The gov.uk website has an HMO guide that covers everything you need to know as property manager or HMO landlord.

New to HMO’s? Looking for a reputable property management agent to manage and maintain your HMO properties? Call HMO specialists Railton-Meeks today to discuss our specialist HMO management services. 


Considering an HMO property as your next investment purchase?

May 9th, 2016

Are you considering an HMO property as your next investment purchase?

The Housing Act 2004 introduced a new definition of a House in Multiple Occupation (HMO) from 6th April 2006 in England and 30th June 2006 in Wales.

When you let a property which falls into one of the following types, it is an HMO:

  • An entire house or flat which is let to 3 or more tenants who form 2 or more households and who share a kitchen, bathroom or toilet.
  • A house which has been converted entirely into bedsits or other non-self-contained accommodation and which is let to 3 or more tenants who form two or more households and who share kitchen, bathroom or toilet facilities.
  • A converted house which contains one or more flats which are not wholly self-contained (i.e. the flat does not contain within it a kitchen, bathroom and toilet) and which is occupied by 3 or more tenants who form two or more households.
  • A building which is converted entirely into self-contained flats if the conversion did not meet the standards of the 1991 Building Regulations and more than one-third of the flats are let on short-term tenancies.
  • In order to be an HMO the property must be used as the tenants’ only or main residence and it should be used solely or mainly to house tenants. Properties let to students and migrant workers will be treated as their only or main residence and the same will apply to properties which are used as domestic refuges.

Whilst there has previously been no specific definition of an HMO in Planning legislation, changes introduced by Government to the Use Classes Order in England only mean that there is now a legal definition for planning terms which means that an HMO has the same meaning as in Section 254 of the Housing Act 2004.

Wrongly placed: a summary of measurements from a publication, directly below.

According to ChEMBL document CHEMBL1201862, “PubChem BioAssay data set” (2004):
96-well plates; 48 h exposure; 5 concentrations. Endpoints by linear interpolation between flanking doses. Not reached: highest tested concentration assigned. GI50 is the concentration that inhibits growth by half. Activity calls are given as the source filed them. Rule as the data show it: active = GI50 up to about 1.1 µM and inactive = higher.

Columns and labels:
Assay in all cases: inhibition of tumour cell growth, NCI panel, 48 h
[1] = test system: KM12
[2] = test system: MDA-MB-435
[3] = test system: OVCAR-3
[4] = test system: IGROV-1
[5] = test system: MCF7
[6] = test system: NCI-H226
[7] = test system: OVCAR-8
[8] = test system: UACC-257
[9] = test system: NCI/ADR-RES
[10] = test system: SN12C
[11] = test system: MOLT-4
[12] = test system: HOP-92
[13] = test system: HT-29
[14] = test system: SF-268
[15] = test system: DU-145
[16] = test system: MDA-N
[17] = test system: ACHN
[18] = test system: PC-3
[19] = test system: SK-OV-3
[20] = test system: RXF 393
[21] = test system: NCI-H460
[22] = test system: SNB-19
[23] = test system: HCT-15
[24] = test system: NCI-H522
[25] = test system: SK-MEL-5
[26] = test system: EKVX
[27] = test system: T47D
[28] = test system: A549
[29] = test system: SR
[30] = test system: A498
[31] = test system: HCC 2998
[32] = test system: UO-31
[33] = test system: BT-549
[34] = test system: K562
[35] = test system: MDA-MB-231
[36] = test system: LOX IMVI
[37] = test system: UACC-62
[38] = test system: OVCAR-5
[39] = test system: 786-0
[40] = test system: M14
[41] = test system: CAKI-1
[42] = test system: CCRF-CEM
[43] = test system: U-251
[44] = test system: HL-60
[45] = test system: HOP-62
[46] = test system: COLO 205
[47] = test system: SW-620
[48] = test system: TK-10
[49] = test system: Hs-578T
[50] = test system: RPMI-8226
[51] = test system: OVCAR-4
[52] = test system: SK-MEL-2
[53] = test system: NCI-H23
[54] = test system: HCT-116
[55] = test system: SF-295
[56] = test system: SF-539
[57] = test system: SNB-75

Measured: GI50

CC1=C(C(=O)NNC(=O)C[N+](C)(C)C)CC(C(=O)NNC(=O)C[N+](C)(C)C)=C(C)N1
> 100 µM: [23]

Two specific sets of Regulations have been introduced in England taking effect from 6th April 2010. They are The Town and Country Planning (Use Classes) (Amendment) (England) Order 2010 and The Town and Country Planning (General Permitted Development) (Amendment) (England) Order 2010

Any new property to be occupied as an HMO in England will need planning consent under class C4 (HMOs), but planning consent will not be needed for any HMO reverting back to class C3 (dwelling houses). The Regulations do not apply retrospectively to any existing HMOs.

Tired of the maintenance headaches and regulations that come with managing HMO’s? Let HMO specialists Railton-Meeks manage and maintain your HMO for you, call Sylwia our Property Manager to discuss your requirements. 


Can I put my rent up?

November 11th, 2015

Landlords can’t just go round increasing their rents whenever they want to. They do, however, have a right to adjust the rent at certain intervals. The way in which they can go about increasing the rent will depend on whether the tenancy is fixed or periodic.

Continue reading “Can I put my rent up?”


Landlords are you compliant with the new legislation out yesterday? 1st October 15.

October 2nd, 2015

After a long-winded route through parliament, new regulations are now in place which affect all private landlords in the UK. From 1st October 2015 landlords must have at least one smoke alarm installed on every storey of their properties and a carbon monoxide alarm in any room containing a solid fuel burning appliance.

Continue reading “Landlords are you compliant with the new legislation out yesterday? 1st October 15.”